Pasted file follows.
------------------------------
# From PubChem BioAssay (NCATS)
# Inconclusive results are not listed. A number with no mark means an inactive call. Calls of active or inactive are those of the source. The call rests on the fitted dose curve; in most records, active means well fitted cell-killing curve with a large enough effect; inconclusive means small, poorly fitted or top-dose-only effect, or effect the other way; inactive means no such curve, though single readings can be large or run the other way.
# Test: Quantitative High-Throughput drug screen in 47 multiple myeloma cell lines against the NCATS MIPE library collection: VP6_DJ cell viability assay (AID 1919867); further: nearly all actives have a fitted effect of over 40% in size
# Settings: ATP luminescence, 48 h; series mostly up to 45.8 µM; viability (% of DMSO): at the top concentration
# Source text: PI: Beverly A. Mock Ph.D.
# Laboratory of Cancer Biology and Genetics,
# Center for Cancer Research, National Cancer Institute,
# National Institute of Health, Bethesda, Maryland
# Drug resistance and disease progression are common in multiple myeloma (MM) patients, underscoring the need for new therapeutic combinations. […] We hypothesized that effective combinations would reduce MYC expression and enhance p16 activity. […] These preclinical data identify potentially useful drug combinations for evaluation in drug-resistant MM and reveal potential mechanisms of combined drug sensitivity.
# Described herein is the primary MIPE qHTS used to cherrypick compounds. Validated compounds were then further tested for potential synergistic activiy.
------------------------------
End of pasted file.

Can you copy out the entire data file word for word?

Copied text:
# From PubChem BioAssay (NCATS)
# Inconclusive results are not listed. A number with no mark means an inactive call. Calls of active or inactive are those of the source. The call rests on the fitted dose curve; in most records, active means well fitted cell-killing curve with a large enough effect; inconclusive means small, poorly fitted or top-dose-only effect, or effect the other way; inactive means no such curve, though single readings can be large or run the other way.
# Test: Quantitative High-Throughput drug screen in 47 multiple myeloma cell lines against the NCATS MIPE library collection: VP6_DJ cell viability assay (AID 1919867); further: nearly all actives have a fitted effect of over 40% in size
# Settings: ATP luminescence, 48 h; series mostly up to 45.8 µM; viability (% of DMSO): at the top concentration
# Source text: PI: Beverly A. Mock Ph.D.
# Laboratory of Cancer Biology and Genetics,
# Center for Cancer Research, National Cancer Institute,
# National Institute of Health, Bethesda, Maryland
# Drug resistance and disease progression are common in multiple myeloma (MM) patients, underscoring the need for new therapeutic combinations. […] We hypothesized that effective combinations would reduce MYC expression and enhance p16 activity. […] These preclinical data identify potentially useful drug combinations for evaluation in drug-resistant MM and reveal potential mechanisms of combined drug sensitivity.
# Described herein is the primary MIPE qHTS used to cherrypick compounds. Validated compounds were then further tested for potential synergistic activiy.